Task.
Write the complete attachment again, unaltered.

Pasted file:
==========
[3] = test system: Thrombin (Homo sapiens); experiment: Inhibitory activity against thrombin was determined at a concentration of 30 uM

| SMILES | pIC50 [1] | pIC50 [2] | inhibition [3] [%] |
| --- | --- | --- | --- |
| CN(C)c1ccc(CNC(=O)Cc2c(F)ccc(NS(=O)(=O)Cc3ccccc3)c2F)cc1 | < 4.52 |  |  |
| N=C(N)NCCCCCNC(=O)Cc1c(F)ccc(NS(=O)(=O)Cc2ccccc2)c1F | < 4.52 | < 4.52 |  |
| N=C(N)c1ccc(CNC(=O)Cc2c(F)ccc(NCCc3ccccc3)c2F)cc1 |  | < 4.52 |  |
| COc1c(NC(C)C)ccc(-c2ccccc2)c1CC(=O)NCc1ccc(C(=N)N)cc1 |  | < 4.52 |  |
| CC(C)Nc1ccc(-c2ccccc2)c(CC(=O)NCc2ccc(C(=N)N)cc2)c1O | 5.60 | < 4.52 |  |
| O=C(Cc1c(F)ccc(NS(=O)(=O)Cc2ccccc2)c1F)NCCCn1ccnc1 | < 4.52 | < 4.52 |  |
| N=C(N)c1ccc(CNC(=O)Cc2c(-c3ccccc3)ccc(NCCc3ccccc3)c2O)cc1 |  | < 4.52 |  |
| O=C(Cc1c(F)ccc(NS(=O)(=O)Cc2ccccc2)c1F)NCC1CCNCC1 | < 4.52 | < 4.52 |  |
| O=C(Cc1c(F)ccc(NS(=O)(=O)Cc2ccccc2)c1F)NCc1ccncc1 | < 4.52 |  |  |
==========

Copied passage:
[3] = test system: Thrombin (Homo sapiens); experiment: Inhibitory activity against thrombin was determined at a concentration of 30 uM

| SMILES | pIC50 [1] | pIC50 [2] | inhibition [3] [%] |
| --- | --- | --- | --- |
| CN(C)c1ccc(CNC(=O)Cc2c(F)ccc(NS(=O)(=O)Cc3ccccc3)c2F)cc1 | < 4.52 |  |  |
| N=C(N)NCCCCCNC(=O)Cc1c(F)ccc(NS(=O)(=O)Cc2ccccc2)c1F | < 4.52 | < 4.52 |  |
| N=C(N)c1ccc(CNC(=O)Cc2c(F)ccc(NCCc3ccccc3)c2F)cc1 |  | < 4.52 |  |
| COc1c(NC(C)C)ccc(-c2ccccc2)c1CC(=O)NCc1ccc(C(=N)N)cc1 |  | < 4.52 |  |
| CC(C)Nc1ccc(-c2ccccc2)c(CC(=O)NCc2ccc(C(=N)N)cc2)c1O | 5.60 | < 4.52 |  |
| O=C(Cc1c(F)ccc(NS(=O)(=O)Cc2ccccc2)c1F)NCCCn1ccnc1 | < 4.52 | < 4.52 |  |
| N=C(N)c1ccc(CNC(=O)Cc2c(-c3ccccc3)ccc(NCCc3ccccc3)c2O)cc1 |  | < 4.52 |  |
| O=C(Cc1c(F)ccc(NS(=O)(=O)Cc2ccccc2)c1F)NCC1CCNCC1 | < 4.52 | < 4.52 |  |
| O=C(Cc1c(F)ccc(NS(=O)(=O)Cc2ccccc2)c1F)NCc1ccncc1 | < 4.52 |  |  |